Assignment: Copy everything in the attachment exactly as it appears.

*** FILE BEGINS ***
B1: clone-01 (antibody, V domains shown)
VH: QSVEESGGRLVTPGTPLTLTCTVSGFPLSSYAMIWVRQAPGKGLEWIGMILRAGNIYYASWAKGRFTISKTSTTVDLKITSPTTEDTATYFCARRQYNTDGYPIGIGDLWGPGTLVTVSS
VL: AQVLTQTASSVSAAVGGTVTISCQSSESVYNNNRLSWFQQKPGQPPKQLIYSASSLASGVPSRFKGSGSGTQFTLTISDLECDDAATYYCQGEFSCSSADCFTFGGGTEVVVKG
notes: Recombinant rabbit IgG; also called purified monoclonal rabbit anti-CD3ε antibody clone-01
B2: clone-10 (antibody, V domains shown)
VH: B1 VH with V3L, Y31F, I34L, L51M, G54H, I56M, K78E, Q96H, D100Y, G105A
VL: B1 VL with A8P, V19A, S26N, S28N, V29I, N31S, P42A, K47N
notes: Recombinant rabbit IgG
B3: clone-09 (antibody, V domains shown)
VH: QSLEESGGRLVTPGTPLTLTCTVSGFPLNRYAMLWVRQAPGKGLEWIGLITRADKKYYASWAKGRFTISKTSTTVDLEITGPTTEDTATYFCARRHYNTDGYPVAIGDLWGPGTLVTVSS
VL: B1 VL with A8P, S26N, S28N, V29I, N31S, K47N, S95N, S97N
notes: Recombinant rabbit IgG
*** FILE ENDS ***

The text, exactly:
B1: clone-01 (antibody, V domains shown)
VH: QSVEESGGRLVTPGTPLTLTCTVSGFPLSSYAMIWVRQAPGKGLEWIGMILRAGNIYYASWAKGRFTISKTSTTVDLKITSPTTEDTATYFCARRQYNTDGYPIGIGDLWGPGTLVTVSS
VL: AQVLTQTASSVSAAVGGTVTISCQSSESVYNNNRLSWFQQKPGQPPKQLIYSASSLASGVPSRFKGSGSGTQFTLTISDLECDDAATYYCQGEFSCSSADCFTFGGGTEVVVKG
notes: Recombinant rabbit IgG; also called purified monoclonal rabbit anti-CD3ε antibody clone-01
B2: clone-10 (antibody, V domains shown)
VH: B1 VH with V3L, Y31F, I34L, L51M, G54H, I56M, K78E, Q96H, D100Y, G105A
VL: B1 VL with A8P, V19A, S26N, S28N, V29I, N31S, P42A, K47N
notes: Recombinant rabbit IgG
B3: clone-09 (antibody, V domains shown)
VH: QSLEESGGRLVTPGTPLTLTCTVSGFPLNRYAMLWVRQAPGKGLEWIGLITRADKKYYASWAKGRFTISKTSTTVDLEITGPTTEDTATYFCARRHYNTDGYPVAIGDLWGPGTLVTVSS
VL: B1 VL with A8P, S26N, S28N, V29I, N31S, K47N, S95N, S97N
notes: Recombinant rabbit IgG